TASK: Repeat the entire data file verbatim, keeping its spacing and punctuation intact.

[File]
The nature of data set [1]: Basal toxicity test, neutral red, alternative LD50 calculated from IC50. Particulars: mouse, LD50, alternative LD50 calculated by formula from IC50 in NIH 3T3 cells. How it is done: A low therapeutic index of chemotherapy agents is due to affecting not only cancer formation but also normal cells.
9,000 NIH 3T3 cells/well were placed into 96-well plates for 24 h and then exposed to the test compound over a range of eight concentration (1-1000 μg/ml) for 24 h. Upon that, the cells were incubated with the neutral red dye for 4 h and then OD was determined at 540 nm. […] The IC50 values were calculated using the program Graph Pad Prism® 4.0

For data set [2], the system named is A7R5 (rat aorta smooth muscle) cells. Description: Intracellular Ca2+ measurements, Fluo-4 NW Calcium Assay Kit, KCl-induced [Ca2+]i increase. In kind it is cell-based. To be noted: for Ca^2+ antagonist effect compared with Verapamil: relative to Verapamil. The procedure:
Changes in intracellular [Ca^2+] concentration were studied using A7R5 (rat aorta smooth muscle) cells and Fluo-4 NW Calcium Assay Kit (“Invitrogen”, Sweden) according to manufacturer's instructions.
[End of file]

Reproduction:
The nature of data set [1]: Basal toxicity test, neutral red, alternative LD50 calculated from IC50. Particulars: mouse, LD50, alternative LD50 calculated by formula from IC50 in NIH 3T3 cells. How it is done: A low therapeutic index of chemotherapy agents is due to affecting not only cancer formation but also normal cells.
9,000 NIH 3T3 cells/well were placed into 96-well plates for 24 h and then exposed to the test compound over a range of eight concentration (1-1000 μg/ml) for 24 h. Upon that, the cells were incubated with the neutral red dye for 4 h and then OD was determined at 540 nm. […] The IC50 values were calculated using the program Graph Pad Prism® 4.0

For data set [2], the system named is A7R5 (rat aorta smooth muscle) cells. Description: Intracellular Ca2+ measurements, Fluo-4 NW Calcium Assay Kit, KCl-induced [Ca2+]i increase. In kind it is cell-based. To be noted: for Ca^2+ antagonist effect compared with Verapamil: relative to Verapamil. The procedure:
Changes in intracellular [Ca^2+] concentration were studied using A7R5 (rat aorta smooth muscle) cells and Fluo-4 NW Calcium Assay Kit (“Invitrogen”, Sweden) according to manufacturer's instructions.